took any particular note of them.  Tcl provided built-in commands
__format__ and __scan__, as well as the backslash encoding forms of
__\\xHH__ and __\\ooo__ to manage the transformation between string element
values and the corresponding numeric values.

................................................................................
support for standards always lags their publication, software written in
conformance to one version of Unicode is likely to encounter data produced
in conformance to a later version.  In light of this, the best practice is
to accommodate and preserve unassigned codepoints as much as possible.
Software written to support Unicode 1.1 can then accept Unicode 2 data streams,pass them through and output them again undamaged. In this way a middleware
written to an obsolete Unicode standard can still support providers and
clients that seek to use characters assigned only in a later standard.
The middleware would fail to properly answer any questions about the
later-assigned characters, such as a **string is alpha** test, but could
still not be immediately useless.
Unicode 1.1 left open the possibility that any codepoint in UCS-2 might
one day be assigned. Tcl 8.1 imposes no conditions on the encoding of any
**Tcl_UniChar** value at all.

The standards specifying text encodings published in the mid-1990s were quite
clear and explicit about the right way to do things. They were often less
demanding and specific about how to respond in the presence of errors. The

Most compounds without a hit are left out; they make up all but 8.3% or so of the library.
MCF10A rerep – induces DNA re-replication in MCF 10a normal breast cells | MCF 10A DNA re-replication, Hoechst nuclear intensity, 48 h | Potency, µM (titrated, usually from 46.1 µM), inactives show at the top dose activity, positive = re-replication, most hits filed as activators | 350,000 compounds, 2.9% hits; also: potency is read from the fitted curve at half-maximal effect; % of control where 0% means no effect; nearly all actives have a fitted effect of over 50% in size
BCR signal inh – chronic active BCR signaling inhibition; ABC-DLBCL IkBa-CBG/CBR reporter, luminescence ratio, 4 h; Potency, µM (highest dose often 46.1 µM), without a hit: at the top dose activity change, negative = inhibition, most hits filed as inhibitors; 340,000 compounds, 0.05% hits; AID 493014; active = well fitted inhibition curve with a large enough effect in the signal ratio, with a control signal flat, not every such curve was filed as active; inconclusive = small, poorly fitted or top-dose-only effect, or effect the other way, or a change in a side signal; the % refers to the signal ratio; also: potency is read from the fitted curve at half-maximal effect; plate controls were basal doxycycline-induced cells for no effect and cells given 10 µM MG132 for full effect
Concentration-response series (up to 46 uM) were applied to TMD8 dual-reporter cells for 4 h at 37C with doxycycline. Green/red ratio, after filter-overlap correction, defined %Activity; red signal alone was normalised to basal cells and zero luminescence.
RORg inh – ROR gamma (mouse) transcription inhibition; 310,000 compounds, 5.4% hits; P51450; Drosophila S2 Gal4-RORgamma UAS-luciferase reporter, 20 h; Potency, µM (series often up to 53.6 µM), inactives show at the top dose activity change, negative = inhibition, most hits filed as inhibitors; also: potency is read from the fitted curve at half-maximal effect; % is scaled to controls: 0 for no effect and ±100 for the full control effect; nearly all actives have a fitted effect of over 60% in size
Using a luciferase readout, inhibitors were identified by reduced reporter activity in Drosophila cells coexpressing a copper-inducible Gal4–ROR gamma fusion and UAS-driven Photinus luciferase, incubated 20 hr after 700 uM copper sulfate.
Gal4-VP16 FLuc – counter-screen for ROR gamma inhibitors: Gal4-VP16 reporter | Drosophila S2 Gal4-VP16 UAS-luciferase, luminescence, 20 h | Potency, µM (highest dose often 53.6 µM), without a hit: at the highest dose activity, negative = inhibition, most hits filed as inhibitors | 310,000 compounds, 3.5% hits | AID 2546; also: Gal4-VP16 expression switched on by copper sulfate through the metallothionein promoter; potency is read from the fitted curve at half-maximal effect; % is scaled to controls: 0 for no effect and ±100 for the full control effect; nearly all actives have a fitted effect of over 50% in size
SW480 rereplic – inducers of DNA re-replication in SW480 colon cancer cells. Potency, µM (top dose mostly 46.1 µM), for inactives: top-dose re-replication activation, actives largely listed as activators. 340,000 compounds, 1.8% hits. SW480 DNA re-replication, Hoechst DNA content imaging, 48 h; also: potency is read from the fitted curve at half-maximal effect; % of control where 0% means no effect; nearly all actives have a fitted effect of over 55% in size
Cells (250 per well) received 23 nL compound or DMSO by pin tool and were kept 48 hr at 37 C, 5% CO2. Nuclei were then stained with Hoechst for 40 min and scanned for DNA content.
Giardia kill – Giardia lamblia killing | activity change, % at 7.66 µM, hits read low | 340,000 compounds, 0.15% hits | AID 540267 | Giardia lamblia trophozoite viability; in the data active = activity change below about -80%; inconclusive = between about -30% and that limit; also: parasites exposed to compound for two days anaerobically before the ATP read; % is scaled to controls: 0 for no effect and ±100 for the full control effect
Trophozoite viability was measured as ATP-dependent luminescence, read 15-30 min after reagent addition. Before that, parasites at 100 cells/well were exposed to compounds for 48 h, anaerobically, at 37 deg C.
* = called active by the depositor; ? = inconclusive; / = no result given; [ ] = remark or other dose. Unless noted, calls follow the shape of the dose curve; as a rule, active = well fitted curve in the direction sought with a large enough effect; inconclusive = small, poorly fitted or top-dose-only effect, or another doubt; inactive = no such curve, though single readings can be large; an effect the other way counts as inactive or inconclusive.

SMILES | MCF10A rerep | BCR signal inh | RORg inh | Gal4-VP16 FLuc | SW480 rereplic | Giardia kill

spirit of the Postel Robustness Principle

>	*Be liberal in what you accept, and conservative in what you send.*

held considerable influence at the time. Many implementations chose to
accommodate input errors, especially when that was the natural result
of laziness. For example, the specification of FSS-UTF and all specifications
for UTF-8 are completely clear and explicit that the proper encoding
of the codepoint **U+0000** is the byte value **0x00**, (our old friend
the **NUL** byte!). However, inspection of the FSS-UTF encoding rules
quickly reveals that the multi-byte encoding strategies have room to
encode all the codepoints that already have a proper encoding as a single
byte.  Unless we take active steps to prevent it, a decoding procedure
will happily decode the byte sequences (**0xC0**, **0x80**) or
(**0xE0**, **0x80**, **0x80**) as the codepoint **U+0000**.  Both
Unicode 1.1 and Unicode 2.0 include sample decoder routines that do
exactly that. The text of Appendix A.2 of The Unicode Standard 2.0
(which contains one definition of UTF-8 from 1996) explicitly states,

>	When converting from UTF-8 to Unicode values, however,
>	implementations do not need to check that the shortest encoding
>	is being used, which simplifies the conversion algorithm.






UTF-16 and surrogate pairs

Compat with 8.0